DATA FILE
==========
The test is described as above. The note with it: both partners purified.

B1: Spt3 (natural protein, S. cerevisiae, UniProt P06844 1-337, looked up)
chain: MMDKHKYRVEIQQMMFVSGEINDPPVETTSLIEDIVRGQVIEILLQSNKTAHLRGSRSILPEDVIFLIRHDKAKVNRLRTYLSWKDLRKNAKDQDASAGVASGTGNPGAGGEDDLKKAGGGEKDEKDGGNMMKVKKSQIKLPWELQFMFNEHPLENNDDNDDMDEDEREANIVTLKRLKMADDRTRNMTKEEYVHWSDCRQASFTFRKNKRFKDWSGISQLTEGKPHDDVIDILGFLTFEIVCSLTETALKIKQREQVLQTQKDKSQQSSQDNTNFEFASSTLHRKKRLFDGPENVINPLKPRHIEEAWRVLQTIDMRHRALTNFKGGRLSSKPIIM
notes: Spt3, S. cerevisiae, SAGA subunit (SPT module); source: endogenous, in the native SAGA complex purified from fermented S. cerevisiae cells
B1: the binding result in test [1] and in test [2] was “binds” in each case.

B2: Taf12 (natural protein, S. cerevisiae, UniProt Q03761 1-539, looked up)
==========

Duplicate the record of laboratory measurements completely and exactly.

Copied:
The test is described as above. The note with it: both partners purified.

B1: Spt3 (natural protein, S. cerevisiae, UniProt P06844 1-337, looked up)
chain: MMDKHKYRVEIQQMMFVSGEINDPPVETTSLIEDIVRGQVIEILLQSNKTAHLRGSRSILPEDVIFLIRHDKAKVNRLRTYLSWKDLRKNAKDQDASAGVASGTGNPGAGGEDDLKKAGGGEKDEKDGGNMMKVKKSQIKLPWELQFMFNEHPLENNDDNDDMDEDEREANIVTLKRLKMADDRTRNMTKEEYVHWSDCRQASFTFRKNKRFKDWSGISQLTEGKPHDDVIDILGFLTFEIVCSLTETALKIKQREQVLQTQKDKSQQSSQDNTNFEFASSTLHRKKRLFDGPENVINPLKPRHIEEAWRVLQTIDMRHRALTNFKGGRLSSKPIIM
notes: Spt3, S. cerevisiae, SAGA subunit (SPT module); source: endogenous, in the native SAGA complex purified from fermented S. cerevisiae cells
B1: the binding result in test [1] and in test [2] was “binds” in each case.

B2: Taf12 (natural protein, S. cerevisiae, UniProt Q03761 1-539, looked up)